I understand that Gnu atheists, like the Christian community that was also Gnu once upon a time, crave the legitimacy that comes from being able to show it has suffered.  But history is against that. Being unpopular and being actually burned alive for your beliefs, or lack thereof, is an option foreclosed to atheists by the bravery of women and men who fought the battle against religious oppression one doctrine at a time, paving the way for the Enlightenment, free speech, and constitutional limitations of the church. That’s the real story. And it neither diminishes atheism nor requires it to “credit” its existence to religion in order to acknowledge it.

Medieval (14th cent) illustration of a spherical earth

Yet this puts atheists in the difficult position of celebrating the work of people they regard as deluded, “faithheads,” to use the aspersion, as though history begins with Hume (maybe a deist, fundamentally cagey), Voltaire (a deist), and Tom Paine (not just a deist but one who wanted to surgically remove Jesus from the atrocity of the gospels).  But none of these men died for their secular, anti- ecclesiastical and anti-Biblical ideas. They held a shred of faith disconnected from the realities of religion.

If we scour more thoroughly, we get Socrates and Jesus and maybe Anaxagoras.  All three were charged with impiety by the dominant religious power of their day.  If we believe Xenophon, Socrates took comfort in the fact that the gods would be pleased with his tranquility and that he was pious throughout his life.  Anaxagoras chose the option of exile to Lampsacus for teaching “odd things” about the nature of matter and mind, that the material world was composed of “a thing of finer texture, alike in all its manifestations and everywhere the same–a subtle agent, possessed of all knowledge and power, especially seen ruling in all the forms of life” (Lucretius).  But in either case, “piety” and impiety were connected to performing acts of ritual devotion, not to an intellectual conclusion about the existence of “God.” A great many historians and psychologists have puzzled that it may not have been psychologically possible, prior to this long progression of ideas, to entertain the sorts of doubts about the gods’ existence that is possible in the modern era. ( I disagree with that, but it’s another topic.)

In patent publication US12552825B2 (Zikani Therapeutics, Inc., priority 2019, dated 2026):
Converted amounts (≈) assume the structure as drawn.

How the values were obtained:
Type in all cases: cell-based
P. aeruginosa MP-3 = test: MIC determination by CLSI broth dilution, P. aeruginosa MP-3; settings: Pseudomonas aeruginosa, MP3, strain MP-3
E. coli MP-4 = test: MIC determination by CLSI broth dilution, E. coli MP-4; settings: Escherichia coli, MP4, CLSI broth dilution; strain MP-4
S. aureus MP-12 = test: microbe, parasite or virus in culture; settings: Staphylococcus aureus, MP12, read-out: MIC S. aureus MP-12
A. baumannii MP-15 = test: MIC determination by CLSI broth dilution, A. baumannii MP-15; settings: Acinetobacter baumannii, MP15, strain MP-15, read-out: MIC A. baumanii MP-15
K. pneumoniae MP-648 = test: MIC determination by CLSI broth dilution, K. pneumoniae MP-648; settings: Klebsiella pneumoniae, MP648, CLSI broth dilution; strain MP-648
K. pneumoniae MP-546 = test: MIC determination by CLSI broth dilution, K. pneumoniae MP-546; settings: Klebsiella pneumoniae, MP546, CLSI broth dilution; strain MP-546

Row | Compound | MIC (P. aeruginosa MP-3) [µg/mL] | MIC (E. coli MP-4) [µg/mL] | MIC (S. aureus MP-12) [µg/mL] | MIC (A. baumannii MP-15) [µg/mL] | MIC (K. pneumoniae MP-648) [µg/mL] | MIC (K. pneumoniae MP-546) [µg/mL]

That leaves Jesus, before he became one–a god that is. Radical doubters and dissenters like Paine, Renan, Loisy recognized Jesus as one of their own. The eminently sensible Matthew Arnold, no friend to biblically-based dogmatism, praised his “sweet reasonableness.”

In so many words Jesus rejected much of the Torah and hardly mentions other sections of the Hebrew tradition at all–though he is accused of violating it.  He substitutes an ethic of love and forgiveness for one of pay-back and talion.  He excoriates wealth in a culture that saw material possessions as a mark of divine favour.  He mingles with women and “sinners” in a time when purity laws were scrupulously enforced and fear of contamination had reached superstitious highs.  He shows compassion for people at the margins of a society that disowned the sick as being stricken by God as punishment for unknown sin.   He, foolishly perhaps,  argues his case openly, even when (like Socrates) he is cautioned not to.